But 80 percent said it would be valuable to have "a single trusted person/resource to help with all of their healthcare needs – such as selecting and using benefits, understanding treatment options, finding providers and coordinating care."
Interestingly, only 24 percent said that wellness tools and condition management programs would help, while 47 percent wanted that single person to help them.
So not only do these companies have a way to go to convince people that they can take control of their healthcare, they also have work to do to convince them that those companies can help them do it.
Shalek, though, does believe people are ready to take on this role.
He told me that, with traditional healthcare, it's nearly impossible to get answers to the questions that patients most need answered. That means everything from how much things will cost, and the outcomes they should see.
"Without accurate information, people can't confidently take control of their own health. At Joyable, we publish the outcomes of our self-help program on our website, we clearly explain what individuals will have to do, and we share our pricing transparent. This enables our clients to decide if Joyable is right for them and then to act confidently," Shalek said.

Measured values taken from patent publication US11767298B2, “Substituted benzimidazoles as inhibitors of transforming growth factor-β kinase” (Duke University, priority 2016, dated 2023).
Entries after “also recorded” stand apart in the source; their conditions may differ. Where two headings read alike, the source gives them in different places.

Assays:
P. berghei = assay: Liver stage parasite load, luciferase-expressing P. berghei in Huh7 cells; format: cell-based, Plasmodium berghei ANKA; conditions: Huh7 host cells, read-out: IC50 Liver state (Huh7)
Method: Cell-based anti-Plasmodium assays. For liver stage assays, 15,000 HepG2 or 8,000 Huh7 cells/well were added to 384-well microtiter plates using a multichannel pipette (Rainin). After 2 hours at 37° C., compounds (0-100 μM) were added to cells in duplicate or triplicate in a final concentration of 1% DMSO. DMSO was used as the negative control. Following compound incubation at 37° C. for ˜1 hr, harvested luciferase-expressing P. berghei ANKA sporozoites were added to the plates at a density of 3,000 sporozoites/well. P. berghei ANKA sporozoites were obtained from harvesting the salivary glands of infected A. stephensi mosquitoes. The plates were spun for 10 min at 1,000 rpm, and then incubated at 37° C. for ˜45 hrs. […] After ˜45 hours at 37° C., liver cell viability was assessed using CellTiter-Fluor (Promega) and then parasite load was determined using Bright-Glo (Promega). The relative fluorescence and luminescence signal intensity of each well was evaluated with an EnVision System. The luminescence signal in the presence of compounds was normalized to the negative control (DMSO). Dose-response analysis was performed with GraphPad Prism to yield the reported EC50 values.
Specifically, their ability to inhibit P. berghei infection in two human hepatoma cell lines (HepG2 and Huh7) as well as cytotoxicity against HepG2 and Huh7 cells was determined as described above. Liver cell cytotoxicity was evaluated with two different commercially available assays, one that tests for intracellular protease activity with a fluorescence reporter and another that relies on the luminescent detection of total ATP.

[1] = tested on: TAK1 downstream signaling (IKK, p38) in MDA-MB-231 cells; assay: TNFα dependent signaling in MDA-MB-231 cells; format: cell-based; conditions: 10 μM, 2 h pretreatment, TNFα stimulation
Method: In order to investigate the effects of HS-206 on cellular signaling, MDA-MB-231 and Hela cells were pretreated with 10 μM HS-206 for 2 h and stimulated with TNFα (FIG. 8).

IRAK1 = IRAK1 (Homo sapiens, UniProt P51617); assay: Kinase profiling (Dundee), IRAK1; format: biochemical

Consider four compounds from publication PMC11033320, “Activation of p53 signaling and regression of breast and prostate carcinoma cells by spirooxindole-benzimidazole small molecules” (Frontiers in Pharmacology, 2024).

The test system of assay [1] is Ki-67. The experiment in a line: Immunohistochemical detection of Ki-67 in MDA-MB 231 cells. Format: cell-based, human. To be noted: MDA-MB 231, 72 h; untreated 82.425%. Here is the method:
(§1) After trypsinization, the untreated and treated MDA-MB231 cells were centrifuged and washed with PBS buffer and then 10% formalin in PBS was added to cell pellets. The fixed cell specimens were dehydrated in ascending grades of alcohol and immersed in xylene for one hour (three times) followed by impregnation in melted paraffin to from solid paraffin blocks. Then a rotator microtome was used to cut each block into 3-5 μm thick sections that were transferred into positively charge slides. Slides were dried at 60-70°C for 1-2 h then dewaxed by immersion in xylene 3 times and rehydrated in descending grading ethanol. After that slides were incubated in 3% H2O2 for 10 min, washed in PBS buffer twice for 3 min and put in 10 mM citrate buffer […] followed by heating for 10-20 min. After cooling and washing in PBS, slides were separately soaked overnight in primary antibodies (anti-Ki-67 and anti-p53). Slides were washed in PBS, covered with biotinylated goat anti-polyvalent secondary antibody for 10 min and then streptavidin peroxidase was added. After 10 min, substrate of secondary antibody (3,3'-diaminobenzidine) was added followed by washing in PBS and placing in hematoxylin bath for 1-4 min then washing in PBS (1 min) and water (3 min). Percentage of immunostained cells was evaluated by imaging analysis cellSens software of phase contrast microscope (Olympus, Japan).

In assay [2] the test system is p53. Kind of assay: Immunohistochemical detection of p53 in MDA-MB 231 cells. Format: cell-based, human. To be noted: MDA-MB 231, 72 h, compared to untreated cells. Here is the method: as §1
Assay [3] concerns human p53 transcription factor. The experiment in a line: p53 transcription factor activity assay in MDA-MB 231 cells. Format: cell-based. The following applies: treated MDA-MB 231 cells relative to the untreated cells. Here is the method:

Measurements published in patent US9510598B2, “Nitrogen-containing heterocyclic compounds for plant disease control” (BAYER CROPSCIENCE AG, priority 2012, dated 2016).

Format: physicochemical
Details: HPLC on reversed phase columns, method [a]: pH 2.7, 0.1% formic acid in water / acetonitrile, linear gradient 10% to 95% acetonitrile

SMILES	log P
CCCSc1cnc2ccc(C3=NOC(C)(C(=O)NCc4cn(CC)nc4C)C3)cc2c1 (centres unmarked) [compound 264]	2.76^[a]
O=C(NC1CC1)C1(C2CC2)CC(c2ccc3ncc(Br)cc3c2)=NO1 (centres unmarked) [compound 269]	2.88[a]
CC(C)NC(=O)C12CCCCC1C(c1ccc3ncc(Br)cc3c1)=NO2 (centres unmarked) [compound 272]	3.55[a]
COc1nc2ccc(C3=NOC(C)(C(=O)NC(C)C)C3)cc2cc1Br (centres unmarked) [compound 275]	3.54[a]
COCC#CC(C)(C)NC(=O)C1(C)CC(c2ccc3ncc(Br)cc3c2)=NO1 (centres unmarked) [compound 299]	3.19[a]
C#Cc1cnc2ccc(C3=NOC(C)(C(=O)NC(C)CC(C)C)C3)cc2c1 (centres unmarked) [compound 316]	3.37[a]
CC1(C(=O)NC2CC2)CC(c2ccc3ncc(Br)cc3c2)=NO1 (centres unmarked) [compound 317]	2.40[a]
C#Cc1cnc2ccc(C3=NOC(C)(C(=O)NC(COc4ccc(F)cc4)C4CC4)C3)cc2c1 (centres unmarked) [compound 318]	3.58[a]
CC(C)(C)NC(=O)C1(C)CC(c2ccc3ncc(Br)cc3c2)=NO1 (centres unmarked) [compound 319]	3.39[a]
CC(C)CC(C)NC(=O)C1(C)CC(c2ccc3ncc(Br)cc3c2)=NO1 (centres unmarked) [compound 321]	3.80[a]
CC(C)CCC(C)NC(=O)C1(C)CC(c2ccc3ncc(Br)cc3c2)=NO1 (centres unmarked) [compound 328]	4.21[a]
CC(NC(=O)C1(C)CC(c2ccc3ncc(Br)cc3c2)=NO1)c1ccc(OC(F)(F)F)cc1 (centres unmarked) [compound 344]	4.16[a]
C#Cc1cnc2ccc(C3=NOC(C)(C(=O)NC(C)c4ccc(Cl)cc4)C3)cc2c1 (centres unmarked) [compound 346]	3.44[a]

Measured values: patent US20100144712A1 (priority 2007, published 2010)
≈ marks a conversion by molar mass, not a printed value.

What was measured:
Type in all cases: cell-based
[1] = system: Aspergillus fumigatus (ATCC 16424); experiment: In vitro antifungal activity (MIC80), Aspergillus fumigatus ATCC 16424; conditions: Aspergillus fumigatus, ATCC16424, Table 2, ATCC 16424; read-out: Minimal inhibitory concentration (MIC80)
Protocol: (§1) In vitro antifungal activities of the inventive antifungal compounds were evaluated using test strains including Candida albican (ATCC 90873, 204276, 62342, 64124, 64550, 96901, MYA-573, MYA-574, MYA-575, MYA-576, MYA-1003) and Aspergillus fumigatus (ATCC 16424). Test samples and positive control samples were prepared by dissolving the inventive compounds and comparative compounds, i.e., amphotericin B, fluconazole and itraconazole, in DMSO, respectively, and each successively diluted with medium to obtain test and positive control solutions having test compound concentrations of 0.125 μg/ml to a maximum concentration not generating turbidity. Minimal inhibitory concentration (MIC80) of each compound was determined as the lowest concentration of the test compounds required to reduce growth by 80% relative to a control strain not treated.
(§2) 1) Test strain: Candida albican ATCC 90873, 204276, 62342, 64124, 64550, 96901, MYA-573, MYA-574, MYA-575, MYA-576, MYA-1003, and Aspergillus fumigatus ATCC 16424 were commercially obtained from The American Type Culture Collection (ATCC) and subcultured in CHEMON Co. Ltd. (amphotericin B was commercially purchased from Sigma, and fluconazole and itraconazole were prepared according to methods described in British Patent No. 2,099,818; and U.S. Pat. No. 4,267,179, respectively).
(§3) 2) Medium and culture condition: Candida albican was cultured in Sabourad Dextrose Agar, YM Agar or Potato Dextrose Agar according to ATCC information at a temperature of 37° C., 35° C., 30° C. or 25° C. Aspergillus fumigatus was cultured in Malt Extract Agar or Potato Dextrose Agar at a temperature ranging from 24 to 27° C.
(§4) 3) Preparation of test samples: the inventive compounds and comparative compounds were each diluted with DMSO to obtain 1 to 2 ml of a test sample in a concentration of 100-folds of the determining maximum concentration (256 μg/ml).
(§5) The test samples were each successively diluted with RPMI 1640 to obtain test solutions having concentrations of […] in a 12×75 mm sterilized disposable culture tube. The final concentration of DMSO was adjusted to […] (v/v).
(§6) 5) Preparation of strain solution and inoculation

"People are absolutely ready to take on the responsibility. And they need to take on the responsibility. By empowering individuals to make choices and equipping them with the information needed, we'll improve our healthcare system. Once people can pick based on cost and quality, providers will be incentivized to innovate and lower cost while improving outcomes."
(Image source: kunocreative.com)
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Joyable aspires to free the world of anxiety and depression. Today, it is the leading online program for overcoming social anxiety, a treatable condition that affects more than 15 million Americans. According to the National Institute of Mental Health, 85 percent of sufferers are not receiving minimally adequate treatment, often because no local help is available or because this type of anxiety is a barrier to seeing a therapist in person. Joyable provides an effective and affordable online solution for overcoming social anxiety, based on Cognitive Behavioral Therapy (CBT) combined with expert coaching to ensure clients are supported and encouraged to achieve their goals. Learn more about Joyable or take our Social Anxiety Test at www.joyable.com.